Before checking the coconut shells in your plantation to see if you have enough to power a generator, there are a couple of issues you need to know.  The process is complex with several equipment items in the package.   A typical unit would include pumps, special designed boiler and automatic solids feeder, cooling water system, water treatment units, the turbine and generator.  It requires a high degree of instrumentation.  Because of its numerous equipment and moving parts, maintenance is expected to be very high. This system is economic in large sized units.

ECONOMICS OF NON-CONVENTIONAL POWER GENERATION

If Solar energy is so wonderful, why is the whole world not powered by the sun?  The answer to this is the much higher initial capital cost of solar cells.  About ten years ago, the cost of solar based systems was as high as 20 times that of a typical diesel powered generating unit.   Advancement in technology and the wider use of solar based systems have brought down the cost considerably.  Its initial cost is now in the range of 5 to 10 times that of the diesel powered unit.  Today, solar cells are much more efficient.   The trend towards lower capital cost will definitely continue in the future. 

Here is a typical economic comparison based on  5 KW unit:

Capital Cost, Pesos

Operating Cost, Pesos/Month

Operating Cost,

Pesos in 20 Years

Diesel Fuel Generator

400,000

20,000

5,000,000

Solar Based Unit

6,000,000

1000

240,000

Methane,  Biogas

2,000,000

4000

1,000,000

Wind Based Unit

3,000,000

4000

1,000,000

Solids Fuel Unit

5,000,000

4000

1,000,000

 

As the above figures show, at present condition, the capital requirements for the solar based unit are significantly higher.  However, its costs to maintain and operate are much lower. Over the long term, the solar based system is more economically.

BARANGAY MAINIT PLAN –AN INTEGRATED SYSTEM

A plan to meet the power needs of the residents of Mainit, Banton, Romblon is being developed.

A private initiative project, it will be installed in phases to reduce the first capital outlay.   The plan is summarized below:

Phase 1 - Install a system rated for approximately 1 KW using PV modules.     The unit will include a bank of batteries and inverter.   In the summer, this will supply the power needs of five to ten houses for up to 4 hours.  This phase will include provisions for the residents to charge 12 v dc batteries for miscellaneous users.

Phase 2 - Add 3 KW solar-based system bringing the total capacity to 4 KW.   Make this as the primary community power supplier during the summer.   Supplement the power coming from the existing diesel powered unit. By this time, it is expected that the power line from the municipality will reach the barangay and provide electricity a few hours per day.

Phase 3. – Add 1 KW power generator using a Wind turbine for use during the months when the wind is blowing.  This will bring the total generating unit to 5 KW probably enough to meet most of the immediate needs of the community.  During the summer months, the system may be able to generate more power than what can be consumed.  The project will therefore be configured to be able to sell “excess” power to the municipal power grid.

The operating cost is estimated to be minimal compared to that of a diesel-based system since it will not use any fuel.   Maintenance costs will include periodic replacements of the batteries once every 5 to 7 years.


CONCLUSIONS AND RECOMMENDATIONS

The overall conclusion is there are non-conventional energy resources available for Romblon.   While most near term power is expected to be generated with existing conventional systems (diesel fuels, fuel oils), solar modules, methane generation and wind turbines should be given careful consideration in the future.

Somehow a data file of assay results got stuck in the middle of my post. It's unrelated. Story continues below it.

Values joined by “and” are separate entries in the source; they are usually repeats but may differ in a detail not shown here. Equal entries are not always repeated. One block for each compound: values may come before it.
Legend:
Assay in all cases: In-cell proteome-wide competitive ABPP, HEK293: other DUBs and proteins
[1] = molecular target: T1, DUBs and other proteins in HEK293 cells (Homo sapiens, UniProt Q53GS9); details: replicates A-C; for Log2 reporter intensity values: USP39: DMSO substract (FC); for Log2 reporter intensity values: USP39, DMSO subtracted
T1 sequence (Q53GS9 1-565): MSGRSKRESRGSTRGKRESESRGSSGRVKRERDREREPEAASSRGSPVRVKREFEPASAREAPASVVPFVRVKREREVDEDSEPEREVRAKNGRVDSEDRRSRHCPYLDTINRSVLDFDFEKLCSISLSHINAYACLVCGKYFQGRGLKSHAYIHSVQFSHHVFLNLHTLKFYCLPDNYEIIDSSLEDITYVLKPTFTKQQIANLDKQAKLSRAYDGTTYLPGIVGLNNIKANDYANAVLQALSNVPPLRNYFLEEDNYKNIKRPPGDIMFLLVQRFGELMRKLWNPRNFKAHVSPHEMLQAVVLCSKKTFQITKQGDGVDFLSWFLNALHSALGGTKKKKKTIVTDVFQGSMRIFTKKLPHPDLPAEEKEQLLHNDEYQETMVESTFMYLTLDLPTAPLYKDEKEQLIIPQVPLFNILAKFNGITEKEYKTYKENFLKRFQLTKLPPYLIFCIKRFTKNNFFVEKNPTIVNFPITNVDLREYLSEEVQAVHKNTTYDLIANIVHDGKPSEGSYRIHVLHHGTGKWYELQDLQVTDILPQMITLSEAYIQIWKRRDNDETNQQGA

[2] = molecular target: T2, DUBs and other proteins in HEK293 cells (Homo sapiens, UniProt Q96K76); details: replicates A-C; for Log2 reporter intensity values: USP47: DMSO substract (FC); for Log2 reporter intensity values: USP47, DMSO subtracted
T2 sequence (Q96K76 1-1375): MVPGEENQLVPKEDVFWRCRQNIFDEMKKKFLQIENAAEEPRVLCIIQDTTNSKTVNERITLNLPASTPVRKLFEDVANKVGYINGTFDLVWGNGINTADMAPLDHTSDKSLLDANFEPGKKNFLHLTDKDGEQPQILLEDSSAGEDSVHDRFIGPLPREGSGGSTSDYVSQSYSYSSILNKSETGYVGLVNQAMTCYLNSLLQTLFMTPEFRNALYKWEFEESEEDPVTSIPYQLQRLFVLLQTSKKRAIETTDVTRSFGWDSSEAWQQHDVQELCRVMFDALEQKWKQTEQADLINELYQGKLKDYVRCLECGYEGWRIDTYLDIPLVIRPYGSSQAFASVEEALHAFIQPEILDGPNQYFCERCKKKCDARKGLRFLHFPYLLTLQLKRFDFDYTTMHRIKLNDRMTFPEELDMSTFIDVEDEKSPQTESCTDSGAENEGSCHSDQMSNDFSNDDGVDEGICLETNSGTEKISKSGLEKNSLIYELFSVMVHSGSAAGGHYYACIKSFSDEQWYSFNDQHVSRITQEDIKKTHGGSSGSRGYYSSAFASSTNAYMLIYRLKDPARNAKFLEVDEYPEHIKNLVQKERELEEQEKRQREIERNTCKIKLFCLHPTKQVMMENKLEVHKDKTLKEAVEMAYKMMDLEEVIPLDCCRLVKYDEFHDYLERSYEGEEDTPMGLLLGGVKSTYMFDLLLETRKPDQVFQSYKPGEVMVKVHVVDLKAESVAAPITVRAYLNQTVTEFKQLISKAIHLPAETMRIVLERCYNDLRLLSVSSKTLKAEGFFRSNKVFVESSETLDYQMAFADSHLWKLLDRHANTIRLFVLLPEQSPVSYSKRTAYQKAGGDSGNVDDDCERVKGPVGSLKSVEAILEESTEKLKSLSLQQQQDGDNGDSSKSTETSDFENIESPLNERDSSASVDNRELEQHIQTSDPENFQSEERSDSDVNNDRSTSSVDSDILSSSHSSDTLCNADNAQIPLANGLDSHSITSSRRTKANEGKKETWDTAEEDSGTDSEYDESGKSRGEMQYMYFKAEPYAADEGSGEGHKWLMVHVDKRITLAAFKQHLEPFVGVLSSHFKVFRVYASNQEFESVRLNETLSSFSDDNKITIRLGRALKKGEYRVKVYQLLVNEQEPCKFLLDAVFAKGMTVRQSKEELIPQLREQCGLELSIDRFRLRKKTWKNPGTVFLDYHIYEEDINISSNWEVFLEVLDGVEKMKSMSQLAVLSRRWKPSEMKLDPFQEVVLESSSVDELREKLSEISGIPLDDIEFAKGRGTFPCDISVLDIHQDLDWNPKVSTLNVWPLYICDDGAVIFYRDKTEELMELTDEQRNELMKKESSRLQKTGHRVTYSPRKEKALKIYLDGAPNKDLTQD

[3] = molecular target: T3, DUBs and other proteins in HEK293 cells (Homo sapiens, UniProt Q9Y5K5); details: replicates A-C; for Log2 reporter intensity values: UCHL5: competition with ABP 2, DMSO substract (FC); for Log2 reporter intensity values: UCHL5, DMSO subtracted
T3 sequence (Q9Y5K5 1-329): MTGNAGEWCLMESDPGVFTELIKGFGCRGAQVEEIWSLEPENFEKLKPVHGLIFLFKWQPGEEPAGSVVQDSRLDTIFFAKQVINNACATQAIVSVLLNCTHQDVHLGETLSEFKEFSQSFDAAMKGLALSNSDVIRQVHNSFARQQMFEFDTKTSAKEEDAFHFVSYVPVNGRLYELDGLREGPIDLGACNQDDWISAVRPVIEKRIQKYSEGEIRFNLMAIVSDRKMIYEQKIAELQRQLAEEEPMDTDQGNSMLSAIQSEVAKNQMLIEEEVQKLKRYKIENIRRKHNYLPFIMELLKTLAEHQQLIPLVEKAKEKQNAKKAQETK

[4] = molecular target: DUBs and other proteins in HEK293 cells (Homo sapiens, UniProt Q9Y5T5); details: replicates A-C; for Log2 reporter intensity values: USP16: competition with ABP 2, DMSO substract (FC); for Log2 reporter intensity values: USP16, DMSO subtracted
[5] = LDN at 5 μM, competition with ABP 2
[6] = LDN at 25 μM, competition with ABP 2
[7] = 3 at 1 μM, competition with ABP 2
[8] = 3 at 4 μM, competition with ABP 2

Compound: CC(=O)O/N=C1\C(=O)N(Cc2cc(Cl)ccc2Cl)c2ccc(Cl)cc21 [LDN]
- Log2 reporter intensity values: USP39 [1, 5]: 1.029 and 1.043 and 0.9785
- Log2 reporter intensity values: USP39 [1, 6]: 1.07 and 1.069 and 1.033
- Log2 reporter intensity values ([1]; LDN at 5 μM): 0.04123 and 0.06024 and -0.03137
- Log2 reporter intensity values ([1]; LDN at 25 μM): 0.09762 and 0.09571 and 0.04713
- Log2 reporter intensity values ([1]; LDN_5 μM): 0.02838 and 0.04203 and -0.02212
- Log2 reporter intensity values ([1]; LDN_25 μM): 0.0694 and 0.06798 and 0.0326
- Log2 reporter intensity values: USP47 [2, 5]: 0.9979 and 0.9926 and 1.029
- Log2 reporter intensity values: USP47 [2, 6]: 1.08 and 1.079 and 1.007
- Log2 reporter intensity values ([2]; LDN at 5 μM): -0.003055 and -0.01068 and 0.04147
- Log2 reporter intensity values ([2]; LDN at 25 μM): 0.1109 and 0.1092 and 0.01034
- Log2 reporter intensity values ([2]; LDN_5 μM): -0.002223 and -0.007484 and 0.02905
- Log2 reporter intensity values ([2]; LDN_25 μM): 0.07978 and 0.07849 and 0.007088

1. Solar based power generators should be given careful consideration in the expansion of existing electric units in Romblon.   Solar modules would be an attractive complement to existing gensets.    The solar based system will be the primary power source with gensets to operate during extended periods when the sun is not shining.  While the initial capital cost is much higher than a fossil fuel unit, it offers the following significant advantages.
    • Low operating cost – It does not use any fuel.  It has no moving parts and therefore  maintenance is very low.  
    • Long life (over 25 years) with very little maintenance
    • Clean – does not produce water or air pollution.
    • Flexible – it can be developed in phases from using one module to meet the power needs of a single home to that of a whole community.
    • Solar based power units are very competitive in remote areas.  

           

  1. Wind Turbines -  In some parts of  Romblon, wind is sufficiently strong and consistent to allow power generation over 8 months of the year.     Turbine should be considered in these places as complements to existing gensets.  
  2. Methane Fuel -  Generation of methane from manure and using the fuel to power a generator is moving very fast in other parts of the country.   This could be a very attractive option for Romblon if sufficient supply of manure is available.   
  3. Cocoshells,  Rice hulls, other Combustibles – The technology for using these fuels exists but it is very complex,  entails a significant capital cost and requires high maintenance.   


TABLE 1

COMPONENT DESCRIPTION

   SOLAR BASED SYSTEM

1.          Solar Modules ( Solar Cells)  - 20 to 120 watts, converts sunlight to 12 v dc

2.          Powercenter Enclosure – Enclosure to include the following instruments:

·         monitor battery state of charge
·         current limiting fuse
·         automatic generator/startup
·        
charge controllers

3.    Inverter -   2000 t0 5500 watts,  converts 12 v dc to 240 v ac and

4.       Battery Bank- 12, 24 or 48 volts,  deep cycles, stores dc power from solar cells

5.       Electric Meter –Determines how much is the monthly bill

 

6.       ElectricDiesel/Gasoline Generator – 240 volts ac when solar and wind energy are not available